‘He’s breathing. No need to resuscitate him.’ Luke shot a quick grin over his shoulder. ‘Should come round in a second. Probably took a crack on the head from his board.’ Luke tilted back on his haunches. ‘The paramedics can check him out properly once they arrive. Keep him strapped down just in case.’ He got off his knees and stood up. ‘I’ll go get you both a rescue blanket to keep you warm till they get here.’
Maddy shoved the straggles of hair out of her eyes as Luke strolled off towards the truck. Despite the thump of panic still closing her throat and the brutal sting of salt in her eyes, heat coiled low in her belly as she stared down at the man she’d saved.
She tilted her head to one side, transfixed.
Maybe he wasn’t classically handsome like Luke, but the dramatic slash of dark brows, high, hollow cheekbones and the rough stubble accenting a strong jaw gave him a raw, pagan beauty that had Maddy’s breath catching. Her gaze wandered down. Broad shoulders, a perfectly defined six-pack and long, leanly muscled flanks were exquisitely showcased by the sleek black wetsuit. The heat coiled tighter.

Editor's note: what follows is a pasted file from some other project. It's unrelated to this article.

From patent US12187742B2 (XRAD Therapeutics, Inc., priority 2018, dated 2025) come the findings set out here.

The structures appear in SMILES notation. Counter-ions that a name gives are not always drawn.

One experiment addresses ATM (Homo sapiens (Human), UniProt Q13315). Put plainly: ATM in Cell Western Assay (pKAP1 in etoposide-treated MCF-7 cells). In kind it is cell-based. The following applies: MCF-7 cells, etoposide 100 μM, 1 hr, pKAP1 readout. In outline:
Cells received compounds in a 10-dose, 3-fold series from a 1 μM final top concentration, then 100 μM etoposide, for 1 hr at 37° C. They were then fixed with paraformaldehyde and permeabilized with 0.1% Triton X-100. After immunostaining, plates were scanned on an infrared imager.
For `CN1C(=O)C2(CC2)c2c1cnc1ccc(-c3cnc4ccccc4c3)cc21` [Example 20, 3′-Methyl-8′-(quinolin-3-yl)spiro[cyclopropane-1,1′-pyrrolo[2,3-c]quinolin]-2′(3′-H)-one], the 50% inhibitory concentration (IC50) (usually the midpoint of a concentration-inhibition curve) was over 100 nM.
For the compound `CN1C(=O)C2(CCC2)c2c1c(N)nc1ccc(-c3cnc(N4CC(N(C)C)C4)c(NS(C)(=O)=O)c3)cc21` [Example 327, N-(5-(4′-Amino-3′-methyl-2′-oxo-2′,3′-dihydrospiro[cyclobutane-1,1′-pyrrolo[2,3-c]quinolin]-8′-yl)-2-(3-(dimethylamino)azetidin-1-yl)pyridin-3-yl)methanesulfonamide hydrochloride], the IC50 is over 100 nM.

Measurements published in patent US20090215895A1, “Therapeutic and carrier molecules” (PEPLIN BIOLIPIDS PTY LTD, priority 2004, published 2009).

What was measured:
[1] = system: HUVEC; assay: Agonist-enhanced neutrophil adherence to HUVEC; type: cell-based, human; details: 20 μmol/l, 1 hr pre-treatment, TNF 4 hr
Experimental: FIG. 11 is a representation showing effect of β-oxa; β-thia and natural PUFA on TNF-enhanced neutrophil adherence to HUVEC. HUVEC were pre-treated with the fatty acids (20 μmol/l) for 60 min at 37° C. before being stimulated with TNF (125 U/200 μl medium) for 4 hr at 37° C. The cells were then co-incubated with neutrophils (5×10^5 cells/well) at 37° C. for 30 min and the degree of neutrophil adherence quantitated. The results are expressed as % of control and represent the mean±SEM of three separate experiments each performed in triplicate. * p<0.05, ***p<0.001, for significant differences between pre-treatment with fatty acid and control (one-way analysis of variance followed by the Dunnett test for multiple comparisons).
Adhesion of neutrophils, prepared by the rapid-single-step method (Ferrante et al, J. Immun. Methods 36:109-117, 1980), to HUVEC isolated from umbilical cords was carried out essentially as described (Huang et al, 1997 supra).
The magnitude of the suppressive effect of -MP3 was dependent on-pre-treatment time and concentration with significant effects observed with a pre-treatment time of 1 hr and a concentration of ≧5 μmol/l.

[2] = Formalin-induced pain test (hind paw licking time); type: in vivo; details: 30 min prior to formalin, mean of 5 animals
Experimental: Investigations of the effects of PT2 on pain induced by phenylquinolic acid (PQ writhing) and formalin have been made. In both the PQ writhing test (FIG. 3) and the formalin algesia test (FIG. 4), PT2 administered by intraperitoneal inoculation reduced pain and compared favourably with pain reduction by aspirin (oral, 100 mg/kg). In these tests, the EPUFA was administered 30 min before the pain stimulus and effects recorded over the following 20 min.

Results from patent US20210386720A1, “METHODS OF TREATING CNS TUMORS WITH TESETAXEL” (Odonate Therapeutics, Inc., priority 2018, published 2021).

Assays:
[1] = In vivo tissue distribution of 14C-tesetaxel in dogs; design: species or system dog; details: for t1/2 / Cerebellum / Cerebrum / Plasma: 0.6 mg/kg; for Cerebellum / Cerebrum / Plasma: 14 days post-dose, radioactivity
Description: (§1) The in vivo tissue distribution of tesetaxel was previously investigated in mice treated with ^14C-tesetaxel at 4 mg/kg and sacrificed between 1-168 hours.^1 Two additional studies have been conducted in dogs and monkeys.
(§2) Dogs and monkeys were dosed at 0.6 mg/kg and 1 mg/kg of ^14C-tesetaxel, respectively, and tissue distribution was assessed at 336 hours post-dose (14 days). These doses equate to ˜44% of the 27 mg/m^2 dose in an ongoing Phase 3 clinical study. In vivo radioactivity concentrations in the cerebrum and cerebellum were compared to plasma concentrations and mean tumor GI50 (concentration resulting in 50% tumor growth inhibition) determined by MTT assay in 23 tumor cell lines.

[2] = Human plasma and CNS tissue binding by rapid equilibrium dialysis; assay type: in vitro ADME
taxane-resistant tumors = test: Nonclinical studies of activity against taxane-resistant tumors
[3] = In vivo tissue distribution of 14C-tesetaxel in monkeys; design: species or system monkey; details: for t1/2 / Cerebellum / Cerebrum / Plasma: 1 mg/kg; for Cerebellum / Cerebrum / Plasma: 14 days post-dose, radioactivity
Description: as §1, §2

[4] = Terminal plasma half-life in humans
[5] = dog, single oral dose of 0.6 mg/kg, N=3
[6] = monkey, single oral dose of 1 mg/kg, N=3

She shuddered, although she didn’t feel remotely chilled anymore, and noticed the faint blue tinge around his sensual lips. A deep moan rumbled up his chest, and he moved, straining against the strap.
Maddy jerked. What was she doing? Oggling him as if he were a stripper at a hen party. The poor guy was hurt and probably freezing to death. She dropped to her knees, placed her hand against his cheek. Rough stubble abraided her palm and sent another inappropriate jolt of heat through her. She ignored it.
‘It’s okay,’ she said, the words coming out on a breathy whisper. Mortified, she paused. Boy did she need to kick start her love life again if she was now lusting after strangers — and unconscious ones at that.
‘You’re okay. Don’t move,’ she murmured, touching his forehead to brush back the thick, wavy locks falling over his brow. The blood that had been gushing in the sea had slowed to a sluggish crawl, seeping out of a narrow gash below his hairline.
She pressed her thumb to it, and his eyes snapped opened. Her pulse pummelled her neck as she stared into the bluest eyes she’d ever seen. The brilliant turquoise of his irises contrasted with the bloodshot white, and looked so pure and dazzling it reminded her of an old fifties postcard of the Caribbean Sea, the colour too rich to be real.